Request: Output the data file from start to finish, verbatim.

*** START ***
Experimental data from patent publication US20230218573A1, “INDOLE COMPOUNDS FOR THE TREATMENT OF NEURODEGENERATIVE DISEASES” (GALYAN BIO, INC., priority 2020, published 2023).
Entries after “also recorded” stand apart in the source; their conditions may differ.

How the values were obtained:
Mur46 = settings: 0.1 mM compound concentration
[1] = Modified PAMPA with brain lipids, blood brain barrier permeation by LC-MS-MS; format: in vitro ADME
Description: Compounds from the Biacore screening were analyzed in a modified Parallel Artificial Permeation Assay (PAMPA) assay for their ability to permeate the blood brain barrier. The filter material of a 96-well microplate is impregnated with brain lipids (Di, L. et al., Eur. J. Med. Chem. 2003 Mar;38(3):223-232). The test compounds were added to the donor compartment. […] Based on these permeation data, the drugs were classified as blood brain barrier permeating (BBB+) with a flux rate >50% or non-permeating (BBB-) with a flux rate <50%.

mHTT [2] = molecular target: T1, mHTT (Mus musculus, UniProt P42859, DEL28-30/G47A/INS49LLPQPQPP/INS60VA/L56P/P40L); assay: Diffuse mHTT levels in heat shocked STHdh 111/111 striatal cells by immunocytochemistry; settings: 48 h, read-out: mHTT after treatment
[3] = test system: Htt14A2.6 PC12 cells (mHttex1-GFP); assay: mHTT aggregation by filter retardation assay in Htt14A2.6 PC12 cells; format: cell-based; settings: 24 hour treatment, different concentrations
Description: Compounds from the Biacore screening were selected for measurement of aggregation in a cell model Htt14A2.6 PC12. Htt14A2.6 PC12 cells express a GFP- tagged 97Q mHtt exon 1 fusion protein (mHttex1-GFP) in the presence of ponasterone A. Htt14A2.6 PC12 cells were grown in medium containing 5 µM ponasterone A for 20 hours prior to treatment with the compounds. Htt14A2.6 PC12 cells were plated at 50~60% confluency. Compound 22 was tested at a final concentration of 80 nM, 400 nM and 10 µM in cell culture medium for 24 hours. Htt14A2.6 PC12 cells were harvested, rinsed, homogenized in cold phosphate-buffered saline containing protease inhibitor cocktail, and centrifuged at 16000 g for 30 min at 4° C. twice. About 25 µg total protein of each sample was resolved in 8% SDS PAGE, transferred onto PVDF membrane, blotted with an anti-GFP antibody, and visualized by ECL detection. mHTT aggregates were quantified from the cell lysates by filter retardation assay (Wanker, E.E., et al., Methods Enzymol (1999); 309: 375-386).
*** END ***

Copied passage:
Experimental data from patent publication US20230218573A1, “INDOLE COMPOUNDS FOR THE TREATMENT OF NEURODEGENERATIVE DISEASES” (GALYAN BIO, INC., priority 2020, published 2023).
Entries after “also recorded” stand apart in the source; their conditions may differ.

How the values were obtained:
Mur46 = settings: 0.1 mM compound concentration
[1] = Modified PAMPA with brain lipids, blood brain barrier permeation by LC-MS-MS; format: in vitro ADME
Description: Compounds from the Biacore screening were analyzed in a modified Parallel Artificial Permeation Assay (PAMPA) assay for their ability to permeate the blood brain barrier. The filter material of a 96-well microplate is impregnated with brain lipids (Di, L. et al., Eur. J. Med. Chem. 2003 Mar;38(3):223-232). The test compounds were added to the donor compartment. […] Based on these permeation data, the drugs were classified as blood brain barrier permeating (BBB+) with a flux rate >50% or non-permeating (BBB-) with a flux rate <50%.

mHTT [2] = molecular target: T1, mHTT (Mus musculus, UniProt P42859, DEL28-30/G47A/INS49LLPQPQPP/INS60VA/L56P/P40L); assay: Diffuse mHTT levels in heat shocked STHdh 111/111 striatal cells by immunocytochemistry; settings: 48 h, read-out: mHTT after treatment
[3] = test system: Htt14A2.6 PC12 cells (mHttex1-GFP); assay: mHTT aggregation by filter retardation assay in Htt14A2.6 PC12 cells; format: cell-based; settings: 24 hour treatment, different concentrations
Description: Compounds from the Biacore screening were selected for measurement of aggregation in a cell model Htt14A2.6 PC12. Htt14A2.6 PC12 cells express a GFP- tagged 97Q mHtt exon 1 fusion protein (mHttex1-GFP) in the presence of ponasterone A. Htt14A2.6 PC12 cells were grown in medium containing 5 µM ponasterone A for 20 hours prior to treatment with the compounds. Htt14A2.6 PC12 cells were plated at 50~60% confluency. Compound 22 was tested at a final concentration of 80 nM, 400 nM and 10 µM in cell culture medium for 24 hours. Htt14A2.6 PC12 cells were harvested, rinsed, homogenized in cold phosphate-buffered saline containing protease inhibitor cocktail, and centrifuged at 16000 g for 30 min at 4° C. twice. About 25 µg total protein of each sample was resolved in 8% SDS PAGE, transferred onto PVDF membrane, blotted with an anti-GFP antibody, and visualized by ECL detection. mHTT aggregates were quantified from the cell lysates by filter retardation assay (Wanker, E.E., et al., Methods Enzymol (1999); 309: 375-386).